While on a guided tour through the Cream City Gardens, long-time Milwaukee Brewers second baseman Rickie Weeks stopped the group to drop some knowledge.
“That’s kale,” Weeks said. “I know my vegetables.”
Weeks and the Brewers Community Foundation funded construction of a rainwater pavilion in the gardens to make it easier for Guest House of Milwaukee residents to grow food and learn marketable skills.
The gardens are across the street from Guest House, a residence for more than 80 formerly homeless male tenants at 1216 N. 13th St. About 100 volunteers gathered Friday to prepare the gardens for the pavilion’s grand opening.
“It’s awesome that the community is rallying around this green effort with the specific goal of providing skills and food for people who have experienced homelessness,” said Erik Koepnick, manager of volunteer services at Guest House.
The idea for the pavilion started in the spring, when Cecelia Gore, executive director of the Brewers Community Foundation, sat down with Weeks, a 2011 All-Star who debuted with the team in 2003, to discuss what organizations he wanted to support this year.
“Rickie is pretty decisive,” Gore said. “He thought this was a good project and was willing to fund it.”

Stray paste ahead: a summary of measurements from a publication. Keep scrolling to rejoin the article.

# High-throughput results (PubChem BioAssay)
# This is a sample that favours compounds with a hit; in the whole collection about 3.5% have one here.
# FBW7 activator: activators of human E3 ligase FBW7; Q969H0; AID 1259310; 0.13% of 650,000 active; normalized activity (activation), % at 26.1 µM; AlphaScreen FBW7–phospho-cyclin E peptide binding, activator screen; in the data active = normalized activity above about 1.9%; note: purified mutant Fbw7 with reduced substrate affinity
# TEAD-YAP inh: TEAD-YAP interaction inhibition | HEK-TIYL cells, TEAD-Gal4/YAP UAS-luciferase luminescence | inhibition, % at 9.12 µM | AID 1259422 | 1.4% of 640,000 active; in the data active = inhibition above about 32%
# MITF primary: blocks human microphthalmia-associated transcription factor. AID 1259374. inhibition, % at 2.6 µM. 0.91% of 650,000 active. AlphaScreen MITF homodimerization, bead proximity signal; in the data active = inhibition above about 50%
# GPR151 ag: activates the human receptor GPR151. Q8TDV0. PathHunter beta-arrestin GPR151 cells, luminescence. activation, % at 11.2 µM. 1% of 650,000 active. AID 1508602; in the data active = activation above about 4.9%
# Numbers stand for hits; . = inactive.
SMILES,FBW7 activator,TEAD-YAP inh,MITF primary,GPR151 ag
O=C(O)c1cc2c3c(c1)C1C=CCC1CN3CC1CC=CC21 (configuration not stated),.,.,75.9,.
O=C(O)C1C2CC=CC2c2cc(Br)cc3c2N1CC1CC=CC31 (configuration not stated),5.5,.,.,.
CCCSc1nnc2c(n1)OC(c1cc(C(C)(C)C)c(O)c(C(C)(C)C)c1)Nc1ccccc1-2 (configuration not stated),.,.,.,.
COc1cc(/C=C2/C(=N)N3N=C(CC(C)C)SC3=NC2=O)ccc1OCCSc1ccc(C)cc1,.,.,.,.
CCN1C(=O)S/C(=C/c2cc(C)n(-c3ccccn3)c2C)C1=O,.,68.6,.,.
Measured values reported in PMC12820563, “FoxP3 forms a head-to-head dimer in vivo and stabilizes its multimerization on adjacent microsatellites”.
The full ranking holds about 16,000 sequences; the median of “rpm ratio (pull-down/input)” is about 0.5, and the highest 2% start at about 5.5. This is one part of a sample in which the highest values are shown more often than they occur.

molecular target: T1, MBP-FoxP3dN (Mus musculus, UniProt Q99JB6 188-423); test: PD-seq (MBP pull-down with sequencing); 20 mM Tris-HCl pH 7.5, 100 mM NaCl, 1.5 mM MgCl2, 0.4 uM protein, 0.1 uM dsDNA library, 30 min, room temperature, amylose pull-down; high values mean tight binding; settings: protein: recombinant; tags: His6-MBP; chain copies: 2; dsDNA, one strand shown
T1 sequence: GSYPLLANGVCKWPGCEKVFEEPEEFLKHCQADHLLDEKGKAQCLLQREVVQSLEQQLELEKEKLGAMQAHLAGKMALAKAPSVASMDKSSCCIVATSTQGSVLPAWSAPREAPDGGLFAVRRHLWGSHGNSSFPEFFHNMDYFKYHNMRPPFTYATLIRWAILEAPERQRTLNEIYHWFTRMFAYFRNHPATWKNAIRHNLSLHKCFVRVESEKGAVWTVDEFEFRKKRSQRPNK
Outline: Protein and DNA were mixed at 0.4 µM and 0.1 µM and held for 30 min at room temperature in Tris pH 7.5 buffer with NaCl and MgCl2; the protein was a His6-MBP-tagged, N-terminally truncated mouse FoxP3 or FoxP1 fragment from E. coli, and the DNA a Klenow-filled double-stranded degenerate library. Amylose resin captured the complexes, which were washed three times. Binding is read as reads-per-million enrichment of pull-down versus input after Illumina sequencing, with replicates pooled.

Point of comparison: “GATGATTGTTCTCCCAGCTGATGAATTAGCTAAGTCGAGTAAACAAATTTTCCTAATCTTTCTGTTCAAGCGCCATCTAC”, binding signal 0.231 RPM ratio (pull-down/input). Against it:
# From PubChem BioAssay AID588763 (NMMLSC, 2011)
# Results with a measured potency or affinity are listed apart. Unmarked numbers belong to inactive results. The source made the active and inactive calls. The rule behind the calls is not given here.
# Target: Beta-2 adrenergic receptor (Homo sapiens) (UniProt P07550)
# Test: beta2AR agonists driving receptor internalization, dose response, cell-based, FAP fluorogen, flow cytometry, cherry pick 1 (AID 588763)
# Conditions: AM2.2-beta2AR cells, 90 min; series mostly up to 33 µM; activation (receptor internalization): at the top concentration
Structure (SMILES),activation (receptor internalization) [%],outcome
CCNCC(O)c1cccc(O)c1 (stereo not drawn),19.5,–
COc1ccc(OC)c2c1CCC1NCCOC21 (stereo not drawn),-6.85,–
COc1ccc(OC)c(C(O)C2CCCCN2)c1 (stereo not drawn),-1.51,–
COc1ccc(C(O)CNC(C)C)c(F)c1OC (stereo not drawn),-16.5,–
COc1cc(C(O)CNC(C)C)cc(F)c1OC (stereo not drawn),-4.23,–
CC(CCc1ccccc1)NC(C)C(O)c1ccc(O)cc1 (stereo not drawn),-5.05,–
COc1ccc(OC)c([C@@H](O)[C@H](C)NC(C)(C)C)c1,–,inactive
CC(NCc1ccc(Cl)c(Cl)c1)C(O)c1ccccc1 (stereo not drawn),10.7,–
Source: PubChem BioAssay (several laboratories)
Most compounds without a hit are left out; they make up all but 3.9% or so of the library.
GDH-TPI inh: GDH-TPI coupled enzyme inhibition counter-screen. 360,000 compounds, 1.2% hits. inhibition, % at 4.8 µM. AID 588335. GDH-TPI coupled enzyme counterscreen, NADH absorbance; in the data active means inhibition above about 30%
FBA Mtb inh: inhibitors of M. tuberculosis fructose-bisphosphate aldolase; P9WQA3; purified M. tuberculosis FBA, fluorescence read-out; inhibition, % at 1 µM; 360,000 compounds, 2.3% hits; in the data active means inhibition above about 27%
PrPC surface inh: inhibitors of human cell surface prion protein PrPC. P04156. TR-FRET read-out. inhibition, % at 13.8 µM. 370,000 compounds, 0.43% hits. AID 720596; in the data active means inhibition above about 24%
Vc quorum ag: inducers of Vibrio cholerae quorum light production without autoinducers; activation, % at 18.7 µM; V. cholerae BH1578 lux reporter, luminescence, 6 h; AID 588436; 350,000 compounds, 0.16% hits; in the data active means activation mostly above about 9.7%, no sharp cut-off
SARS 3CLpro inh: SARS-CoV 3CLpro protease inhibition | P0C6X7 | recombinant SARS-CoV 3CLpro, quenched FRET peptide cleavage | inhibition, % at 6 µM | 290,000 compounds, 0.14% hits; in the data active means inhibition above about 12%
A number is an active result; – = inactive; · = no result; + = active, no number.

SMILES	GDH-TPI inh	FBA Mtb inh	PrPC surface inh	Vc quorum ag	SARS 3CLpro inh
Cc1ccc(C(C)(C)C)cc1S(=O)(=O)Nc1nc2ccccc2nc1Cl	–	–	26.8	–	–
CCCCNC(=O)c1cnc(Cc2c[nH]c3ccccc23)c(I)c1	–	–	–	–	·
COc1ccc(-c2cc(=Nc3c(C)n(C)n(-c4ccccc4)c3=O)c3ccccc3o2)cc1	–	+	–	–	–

When Gore proposed the donation, Guest House put a rainwater pavilion at the top of the list.
“For the last three years, we’ve been running hoses from across the street and they get run over by cars,” said Guy Tymorek, the Guest House staff member in charge of the gardens. “The rainwater collection shed is going to be incredibly helpful in maintenance of the garden.”
John Vetter, founder of Milwaukee-based Vetter Denk Architecture, designed the pavilion for Guest House.
“It has a dual-function as a gathering space for the Guest House and the community, as well as its ability to capture rainwater,“ Vetter said.
Guest House uses the Cream City Gardens in multiple ways. It grows about 2,000 pounds of produce each year to feed residents, formerly homeless men, and donates the rest to nearby Friedens Pantry.
Guest House also provides a six-week urban gardening program to help get residents back on their feet.
“The hope is that they will be able to get jobs in landscaping, at a garden center, anything that has to do with agriculture,” Tymorek said.
Daniel Ruh, a recovering alcoholic who became homeless for the first time in 2013, has thrived as a result of the gardening program.
“It brings inner peace,” he said. “I was an alcoholic for a very long time. I’ve been sober for six months, and this is part of my therapy.”
Guest House executive director Cindy Krahenbuhl said she is thankful for the Brewers’ donation but stressed that the partnership goes beyond money.
“Having a strong partner like the Brewers and the Brewers Community Foundation helps bring recognition to the quality programs we have here and the fact that we’ve been around for over 30 years,” Krahenbuhl said.
When Weeks and his teammate, second-year outfielder Khris Davis, showed up, work stopped as volunteers, staff members and guests queued up to meet some local celebrities and the man whose donation made the project possible.
Weeks thanked the volunteers, saying a project such as this “makes the world a better place.”
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